The global pandemic caused widespread lockdowns, separation, disruptions, and illness. Almost every person, company, and country in the world was heavily impacted.
You’re not alone if your life has changed since the pandemic. You have had to adapt to limitations, uncertainty, and changed routines, so your habits may now be different.
You might not have exercised as much during the pandemic, you may have consumed more alcohol, and your screen time may have increased.
Now that we’re moving away from the pandemic peak, it’s a great time to reboot and break those negative habits to embrace a healthier lifestyle. Here’s how.
The World Health Organization (WHO) declared the COVID-19 outbreak a global pandemic in March 2020. As of November 8, 2022, there have been 629,370,889 confirmed cases globally and 6,578,245 deaths.¹
Many countries enforced a degree of social distancing. Lockdown rules have varied from country to country, but most imposed limitations on socializing, travel, and leaving home. Some countries still have restrictions in place.
These lockdowns and restrictions have profoundly changed habits across populations. Social distancing has significantly affected how people work, travel, and interact. There is a new emphasis on remote working, less travel than before, and an emphasis on physical distancing — especially when sick.
During lockdowns and periods of social distancing, many people found they picked up unhealthy lifestyle habits they’d now like to stop.
A 2021 survey found 61% of Americans wish to break an unhealthy habit they formed during the pandemic.²
Some of the most common unhealthy habits include:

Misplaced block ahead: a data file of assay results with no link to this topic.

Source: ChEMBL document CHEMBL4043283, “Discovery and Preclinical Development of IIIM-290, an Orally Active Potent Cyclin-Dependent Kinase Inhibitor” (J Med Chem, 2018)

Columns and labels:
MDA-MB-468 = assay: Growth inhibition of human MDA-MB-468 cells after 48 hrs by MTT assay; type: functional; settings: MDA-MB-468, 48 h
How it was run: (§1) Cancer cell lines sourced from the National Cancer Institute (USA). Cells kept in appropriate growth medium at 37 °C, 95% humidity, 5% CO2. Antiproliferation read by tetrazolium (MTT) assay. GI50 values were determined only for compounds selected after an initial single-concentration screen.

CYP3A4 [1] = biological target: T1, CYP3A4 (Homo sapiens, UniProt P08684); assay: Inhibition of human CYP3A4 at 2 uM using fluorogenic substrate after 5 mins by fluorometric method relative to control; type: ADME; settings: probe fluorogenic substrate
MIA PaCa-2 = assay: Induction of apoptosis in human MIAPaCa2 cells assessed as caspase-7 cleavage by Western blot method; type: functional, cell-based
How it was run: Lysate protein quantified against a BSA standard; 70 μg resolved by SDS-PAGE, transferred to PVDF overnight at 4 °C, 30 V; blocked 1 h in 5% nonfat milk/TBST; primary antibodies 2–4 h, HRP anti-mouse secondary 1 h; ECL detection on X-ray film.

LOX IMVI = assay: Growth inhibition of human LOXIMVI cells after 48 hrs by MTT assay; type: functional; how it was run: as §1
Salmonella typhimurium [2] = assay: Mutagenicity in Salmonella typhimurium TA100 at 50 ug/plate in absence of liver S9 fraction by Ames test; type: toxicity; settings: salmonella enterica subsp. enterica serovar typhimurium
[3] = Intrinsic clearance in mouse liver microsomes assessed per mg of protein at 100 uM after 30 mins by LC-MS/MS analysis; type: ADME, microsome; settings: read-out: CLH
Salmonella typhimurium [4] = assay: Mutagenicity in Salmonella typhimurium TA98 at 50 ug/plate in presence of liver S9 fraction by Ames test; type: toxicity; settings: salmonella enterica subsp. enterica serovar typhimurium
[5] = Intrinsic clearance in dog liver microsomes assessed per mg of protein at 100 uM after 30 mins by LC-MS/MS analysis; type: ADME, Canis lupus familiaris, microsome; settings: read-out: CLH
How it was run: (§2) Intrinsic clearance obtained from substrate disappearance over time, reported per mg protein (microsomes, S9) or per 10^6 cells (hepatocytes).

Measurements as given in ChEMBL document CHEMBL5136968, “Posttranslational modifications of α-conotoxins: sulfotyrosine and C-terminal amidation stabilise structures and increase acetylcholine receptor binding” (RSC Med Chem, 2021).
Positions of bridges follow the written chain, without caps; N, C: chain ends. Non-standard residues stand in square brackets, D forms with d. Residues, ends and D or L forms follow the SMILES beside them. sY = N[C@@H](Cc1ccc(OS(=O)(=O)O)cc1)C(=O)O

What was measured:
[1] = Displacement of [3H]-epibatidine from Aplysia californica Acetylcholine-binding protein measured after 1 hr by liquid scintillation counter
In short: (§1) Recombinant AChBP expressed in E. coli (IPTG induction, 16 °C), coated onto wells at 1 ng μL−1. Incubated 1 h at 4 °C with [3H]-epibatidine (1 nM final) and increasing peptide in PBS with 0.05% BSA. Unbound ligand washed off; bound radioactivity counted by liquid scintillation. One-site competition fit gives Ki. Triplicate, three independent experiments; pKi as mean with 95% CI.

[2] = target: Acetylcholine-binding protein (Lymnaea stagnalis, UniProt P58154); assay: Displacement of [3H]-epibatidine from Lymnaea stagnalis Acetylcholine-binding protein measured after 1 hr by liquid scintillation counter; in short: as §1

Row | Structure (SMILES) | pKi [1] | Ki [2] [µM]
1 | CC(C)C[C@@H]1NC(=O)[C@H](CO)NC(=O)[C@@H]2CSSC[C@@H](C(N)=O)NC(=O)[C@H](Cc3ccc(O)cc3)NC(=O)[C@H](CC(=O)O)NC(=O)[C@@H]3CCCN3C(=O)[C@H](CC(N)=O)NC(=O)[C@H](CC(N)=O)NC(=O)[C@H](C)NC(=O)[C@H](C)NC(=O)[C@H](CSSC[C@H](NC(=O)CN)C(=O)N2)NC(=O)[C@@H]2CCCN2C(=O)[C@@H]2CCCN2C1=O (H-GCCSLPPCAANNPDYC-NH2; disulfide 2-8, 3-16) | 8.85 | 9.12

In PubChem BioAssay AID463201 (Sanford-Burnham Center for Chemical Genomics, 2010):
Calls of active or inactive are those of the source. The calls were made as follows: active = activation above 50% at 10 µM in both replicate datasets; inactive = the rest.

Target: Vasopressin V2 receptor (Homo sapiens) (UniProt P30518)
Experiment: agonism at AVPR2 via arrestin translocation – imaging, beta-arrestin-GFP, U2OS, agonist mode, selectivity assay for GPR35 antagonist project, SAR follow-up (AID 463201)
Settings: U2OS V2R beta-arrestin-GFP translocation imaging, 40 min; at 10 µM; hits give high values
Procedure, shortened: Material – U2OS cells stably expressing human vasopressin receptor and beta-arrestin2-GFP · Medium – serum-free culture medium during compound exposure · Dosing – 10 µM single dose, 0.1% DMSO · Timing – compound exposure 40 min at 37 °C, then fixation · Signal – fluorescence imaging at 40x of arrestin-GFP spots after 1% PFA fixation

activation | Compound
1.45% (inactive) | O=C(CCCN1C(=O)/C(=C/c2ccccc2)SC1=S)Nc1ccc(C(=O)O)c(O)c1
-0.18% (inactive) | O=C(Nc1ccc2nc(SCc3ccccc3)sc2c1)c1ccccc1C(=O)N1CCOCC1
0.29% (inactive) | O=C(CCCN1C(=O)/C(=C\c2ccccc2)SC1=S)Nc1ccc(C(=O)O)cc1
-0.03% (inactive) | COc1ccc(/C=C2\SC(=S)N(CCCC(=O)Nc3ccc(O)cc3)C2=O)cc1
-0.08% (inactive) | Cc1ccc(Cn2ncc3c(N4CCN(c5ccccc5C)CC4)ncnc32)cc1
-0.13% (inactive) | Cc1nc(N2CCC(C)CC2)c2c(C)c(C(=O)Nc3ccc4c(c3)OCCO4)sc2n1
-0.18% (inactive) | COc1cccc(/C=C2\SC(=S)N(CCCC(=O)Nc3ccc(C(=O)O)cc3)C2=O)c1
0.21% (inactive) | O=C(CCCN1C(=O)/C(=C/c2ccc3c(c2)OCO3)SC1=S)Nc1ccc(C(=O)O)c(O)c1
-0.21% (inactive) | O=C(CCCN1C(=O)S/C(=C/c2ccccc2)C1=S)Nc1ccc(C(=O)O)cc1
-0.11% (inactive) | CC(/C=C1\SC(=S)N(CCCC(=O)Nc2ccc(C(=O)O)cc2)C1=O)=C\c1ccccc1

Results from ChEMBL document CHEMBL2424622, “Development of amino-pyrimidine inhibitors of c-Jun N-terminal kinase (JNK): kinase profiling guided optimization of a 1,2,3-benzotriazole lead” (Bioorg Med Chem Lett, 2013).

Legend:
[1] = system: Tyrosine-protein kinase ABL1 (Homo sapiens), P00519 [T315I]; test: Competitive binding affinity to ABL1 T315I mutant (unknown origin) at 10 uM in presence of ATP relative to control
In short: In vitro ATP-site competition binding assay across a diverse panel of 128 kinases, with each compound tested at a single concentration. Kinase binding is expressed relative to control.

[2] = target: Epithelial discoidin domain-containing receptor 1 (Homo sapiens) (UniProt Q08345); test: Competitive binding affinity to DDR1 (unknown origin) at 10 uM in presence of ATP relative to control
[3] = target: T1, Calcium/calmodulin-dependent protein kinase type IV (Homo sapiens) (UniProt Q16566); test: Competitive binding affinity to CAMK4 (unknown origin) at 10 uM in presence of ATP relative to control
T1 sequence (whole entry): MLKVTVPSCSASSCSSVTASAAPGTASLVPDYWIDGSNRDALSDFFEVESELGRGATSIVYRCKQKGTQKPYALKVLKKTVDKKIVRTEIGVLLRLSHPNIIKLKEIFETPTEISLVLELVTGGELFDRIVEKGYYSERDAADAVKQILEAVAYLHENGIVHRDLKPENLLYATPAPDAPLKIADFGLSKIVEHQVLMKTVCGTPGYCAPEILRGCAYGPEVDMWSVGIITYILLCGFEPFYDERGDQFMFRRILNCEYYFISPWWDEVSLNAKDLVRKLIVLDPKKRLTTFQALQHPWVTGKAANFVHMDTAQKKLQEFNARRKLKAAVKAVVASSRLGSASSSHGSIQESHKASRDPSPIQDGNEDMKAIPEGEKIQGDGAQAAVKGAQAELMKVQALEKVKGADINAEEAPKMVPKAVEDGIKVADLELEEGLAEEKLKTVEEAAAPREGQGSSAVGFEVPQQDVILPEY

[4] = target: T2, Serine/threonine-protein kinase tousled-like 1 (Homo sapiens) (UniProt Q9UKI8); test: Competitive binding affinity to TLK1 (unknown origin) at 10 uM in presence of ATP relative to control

Reduced exercise and movement
Drinking too much alcohol
Excessive screen time
Too little sleep
The pandemic changed our eating habits. Shortages of some food products during the pandemic are one cause, but there are others too.
Social distancing forced people to stay at home for long periods, leading to boredom or stress eating. Increased anxiety also impacted appetite and cravings.
A cross-sectional study found that American adults consumed 14% more added sugars in March 2020 compared to February 2019.³ The cause appeared to be eating to cope with stress.
A study published in the International Journal of Eating Disorders found the pandemic was linked to an increase in many unhealthy eating behaviors, including:⁴
Increased food consumption
Mindless eating and snacking
Eating as a coping mechanism
Increased eating disorders
Approximately 8% of participants engaged in extreme weight control behaviors. 53% experienced less extreme but still unhealthy weight control behaviors. 14% reported binge eating.
These behaviors were caused by stress, depressive symptoms, and pandemic-related financial challenges, according to researchers.
Unhealthy eating behaviors can be a serious health issue.
Melissa Simone, the study’s lead author, said: